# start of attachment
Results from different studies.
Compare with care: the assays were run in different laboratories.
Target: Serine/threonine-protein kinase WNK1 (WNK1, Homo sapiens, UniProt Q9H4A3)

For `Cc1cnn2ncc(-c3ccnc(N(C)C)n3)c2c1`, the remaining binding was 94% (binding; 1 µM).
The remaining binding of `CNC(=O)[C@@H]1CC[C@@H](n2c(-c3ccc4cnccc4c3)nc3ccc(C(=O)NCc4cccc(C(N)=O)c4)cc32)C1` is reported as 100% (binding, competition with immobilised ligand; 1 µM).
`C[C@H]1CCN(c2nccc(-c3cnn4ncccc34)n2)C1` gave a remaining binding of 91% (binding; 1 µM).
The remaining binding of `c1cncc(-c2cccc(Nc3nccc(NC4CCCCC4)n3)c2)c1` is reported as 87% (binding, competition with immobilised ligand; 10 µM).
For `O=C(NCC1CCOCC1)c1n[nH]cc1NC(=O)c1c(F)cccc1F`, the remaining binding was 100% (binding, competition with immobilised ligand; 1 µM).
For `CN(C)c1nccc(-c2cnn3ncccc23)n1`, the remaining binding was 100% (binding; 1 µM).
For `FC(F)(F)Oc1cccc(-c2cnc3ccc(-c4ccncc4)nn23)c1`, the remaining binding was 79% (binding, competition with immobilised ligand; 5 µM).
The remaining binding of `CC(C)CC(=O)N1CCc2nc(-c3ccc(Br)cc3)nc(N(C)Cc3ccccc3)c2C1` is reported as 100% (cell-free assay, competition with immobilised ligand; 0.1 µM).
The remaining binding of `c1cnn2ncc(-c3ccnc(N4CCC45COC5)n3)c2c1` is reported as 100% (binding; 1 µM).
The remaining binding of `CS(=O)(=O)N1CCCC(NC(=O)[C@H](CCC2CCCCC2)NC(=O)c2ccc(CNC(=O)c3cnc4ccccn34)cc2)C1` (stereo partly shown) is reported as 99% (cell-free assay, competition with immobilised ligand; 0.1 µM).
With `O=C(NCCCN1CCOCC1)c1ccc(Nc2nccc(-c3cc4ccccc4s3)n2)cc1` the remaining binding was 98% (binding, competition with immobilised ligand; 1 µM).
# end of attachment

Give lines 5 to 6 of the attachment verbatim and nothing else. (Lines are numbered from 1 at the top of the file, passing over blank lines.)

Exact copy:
The remaining binding of `CNC(=O)[C@@H]1CC[C@@H](n2c(-c3ccc4cnccc4c3)nc3ccc(C(=O)NCc4cccc(C(N)=O)c4)cc32)C1` is reported as 100% (binding, competition with immobilised ligand; 1 µM).
`C[C@H]1CCN(c2nccc(-c3cnn4ncccc34)n2)C1` gave a remaining binding of 91% (binding; 1 µM).